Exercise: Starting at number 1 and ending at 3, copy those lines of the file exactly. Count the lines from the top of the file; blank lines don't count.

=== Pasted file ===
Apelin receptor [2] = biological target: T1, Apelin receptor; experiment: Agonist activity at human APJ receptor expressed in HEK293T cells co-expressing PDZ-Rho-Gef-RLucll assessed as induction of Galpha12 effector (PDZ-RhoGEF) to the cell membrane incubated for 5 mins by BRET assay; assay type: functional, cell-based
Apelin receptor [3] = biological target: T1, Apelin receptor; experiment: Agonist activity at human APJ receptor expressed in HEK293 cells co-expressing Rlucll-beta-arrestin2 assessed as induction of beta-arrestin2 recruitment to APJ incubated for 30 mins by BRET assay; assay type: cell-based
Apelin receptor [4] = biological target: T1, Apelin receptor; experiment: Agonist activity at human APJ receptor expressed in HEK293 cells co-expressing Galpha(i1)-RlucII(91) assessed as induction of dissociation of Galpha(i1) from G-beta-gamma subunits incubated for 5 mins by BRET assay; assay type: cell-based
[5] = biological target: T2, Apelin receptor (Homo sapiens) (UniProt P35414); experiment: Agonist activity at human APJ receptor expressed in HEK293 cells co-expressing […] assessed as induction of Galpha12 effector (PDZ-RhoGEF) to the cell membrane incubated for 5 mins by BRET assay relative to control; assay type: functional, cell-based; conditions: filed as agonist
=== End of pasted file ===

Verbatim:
Apelin receptor [2] = biological target: T1, Apelin receptor; experiment: Agonist activity at human APJ receptor expressed in HEK293T cells co-expressing PDZ-Rho-Gef-RLucll assessed as induction of Galpha12 effector (PDZ-RhoGEF) to the cell membrane incubated for 5 mins by BRET assay; assay type: functional, cell-based
Apelin receptor [3] = biological target: T1, Apelin receptor; experiment: Agonist activity at human APJ receptor expressed in HEK293 cells co-expressing Rlucll-beta-arrestin2 assessed as induction of beta-arrestin2 recruitment to APJ incubated for 30 mins by BRET assay; assay type: cell-based
Apelin receptor [4] = biological target: T1, Apelin receptor; experiment: Agonist activity at human APJ receptor expressed in HEK293 cells co-expressing Galpha(i1)-RlucII(91) assessed as induction of dissociation of Galpha(i1) from G-beta-gamma subunits incubated for 5 mins by BRET assay; assay type: cell-based